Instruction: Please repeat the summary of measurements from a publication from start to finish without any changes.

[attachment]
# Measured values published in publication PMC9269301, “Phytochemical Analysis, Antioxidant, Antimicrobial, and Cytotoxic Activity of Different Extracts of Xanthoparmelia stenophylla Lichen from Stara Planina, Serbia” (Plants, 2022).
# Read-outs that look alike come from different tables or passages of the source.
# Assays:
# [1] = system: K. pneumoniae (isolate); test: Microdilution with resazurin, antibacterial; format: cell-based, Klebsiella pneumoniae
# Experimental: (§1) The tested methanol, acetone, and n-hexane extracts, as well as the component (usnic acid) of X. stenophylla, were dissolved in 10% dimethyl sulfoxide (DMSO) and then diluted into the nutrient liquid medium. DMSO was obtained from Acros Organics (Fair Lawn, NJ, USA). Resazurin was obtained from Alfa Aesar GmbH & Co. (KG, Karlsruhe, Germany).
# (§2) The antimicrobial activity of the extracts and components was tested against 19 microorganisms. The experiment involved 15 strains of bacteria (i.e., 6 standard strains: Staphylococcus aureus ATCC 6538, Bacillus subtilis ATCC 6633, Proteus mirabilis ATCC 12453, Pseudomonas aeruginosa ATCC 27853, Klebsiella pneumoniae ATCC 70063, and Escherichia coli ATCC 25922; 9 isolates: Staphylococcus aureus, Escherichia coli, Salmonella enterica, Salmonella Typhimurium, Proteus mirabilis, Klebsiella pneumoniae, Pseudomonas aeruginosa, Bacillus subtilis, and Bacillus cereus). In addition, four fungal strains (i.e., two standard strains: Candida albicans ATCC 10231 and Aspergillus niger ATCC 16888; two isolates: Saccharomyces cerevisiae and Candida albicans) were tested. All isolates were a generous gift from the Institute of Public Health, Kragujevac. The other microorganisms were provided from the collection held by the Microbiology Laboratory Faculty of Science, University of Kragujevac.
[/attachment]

# Measured values published in publication PMC9269301, “Phytochemical Analysis, Antioxidant, Antimicrobial, and Cytotoxic Activity of Different Extracts of Xanthoparmelia stenophylla Lichen from Stara Planina, Serbia” (Plants, 2022).
# Read-outs that look alike come from different tables or passages of the source.
# Assays:
# [1] = system: K. pneumoniae (isolate); test: Microdilution with resazurin, antibacterial; format: cell-based, Klebsiella pneumoniae
# Experimental: (§1) The tested methanol, acetone, and n-hexane extracts, as well as the component (usnic acid) of X. stenophylla, were dissolved in 10% dimethyl sulfoxide (DMSO) and then diluted into the nutrient liquid medium. DMSO was obtained from Acros Organics (Fair Lawn, NJ, USA). Resazurin was obtained from Alfa Aesar GmbH & Co. (KG, Karlsruhe, Germany).
# (§2) The antimicrobial activity of the extracts and components was tested against 19 microorganisms. The experiment involved 15 strains of bacteria (i.e., 6 standard strains: Staphylococcus aureus ATCC 6538, Bacillus subtilis ATCC 6633, Proteus mirabilis ATCC 12453, Pseudomonas aeruginosa ATCC 27853, Klebsiella pneumoniae ATCC 70063, and Escherichia coli ATCC 25922; 9 isolates: Staphylococcus aureus, Escherichia coli, Salmonella enterica, Salmonella Typhimurium, Proteus mirabilis, Klebsiella pneumoniae, Pseudomonas aeruginosa, Bacillus subtilis, and Bacillus cereus). In addition, four fungal strains (i.e., two standard strains: Candida albicans ATCC 10231 and Aspergillus niger ATCC 16888; two isolates: Saccharomyces cerevisiae and Candida albicans) were tested. All isolates were a generous gift from the Institute of Public Health, Kragujevac. The other microorganisms were provided from the collection held by the Microbiology Laboratory Faculty of Science, University of Kragujevac.